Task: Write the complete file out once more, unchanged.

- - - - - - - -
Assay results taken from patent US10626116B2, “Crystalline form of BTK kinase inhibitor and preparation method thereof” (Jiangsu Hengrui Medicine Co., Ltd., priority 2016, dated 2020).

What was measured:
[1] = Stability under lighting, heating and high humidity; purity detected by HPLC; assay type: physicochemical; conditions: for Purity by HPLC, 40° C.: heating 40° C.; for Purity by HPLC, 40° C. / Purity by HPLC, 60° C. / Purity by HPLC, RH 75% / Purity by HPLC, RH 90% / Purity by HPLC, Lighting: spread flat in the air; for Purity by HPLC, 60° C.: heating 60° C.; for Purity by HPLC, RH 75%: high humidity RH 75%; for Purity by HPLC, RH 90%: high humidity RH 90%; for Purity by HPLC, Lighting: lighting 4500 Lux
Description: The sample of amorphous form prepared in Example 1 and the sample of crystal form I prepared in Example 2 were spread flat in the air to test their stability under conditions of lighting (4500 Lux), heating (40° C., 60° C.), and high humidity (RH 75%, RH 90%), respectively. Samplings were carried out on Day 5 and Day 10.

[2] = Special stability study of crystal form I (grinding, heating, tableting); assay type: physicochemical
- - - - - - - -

Assay results taken from patent US10626116B2, “Crystalline form of BTK kinase inhibitor and preparation method thereof” (Jiangsu Hengrui Medicine Co., Ltd., priority 2016, dated 2020).

What was measured:
[1] = Stability under lighting, heating and high humidity; purity detected by HPLC; assay type: physicochemical; conditions: for Purity by HPLC, 40° C.: heating 40° C.; for Purity by HPLC, 40° C. / Purity by HPLC, 60° C. / Purity by HPLC, RH 75% / Purity by HPLC, RH 90% / Purity by HPLC, Lighting: spread flat in the air; for Purity by HPLC, 60° C.: heating 60° C.; for Purity by HPLC, RH 75%: high humidity RH 75%; for Purity by HPLC, RH 90%: high humidity RH 90%; for Purity by HPLC, Lighting: lighting 4500 Lux
Description: The sample of amorphous form prepared in Example 1 and the sample of crystal form I prepared in Example 2 were spread flat in the air to test their stability under conditions of lighting (4500 Lux), heating (40° C., 60° C.), and high humidity (RH 75%, RH 90%), respectively. Samplings were carried out on Day 5 and Day 10.

[2] = Special stability study of crystal form I (grinding, heating, tableting); assay type: physicochemical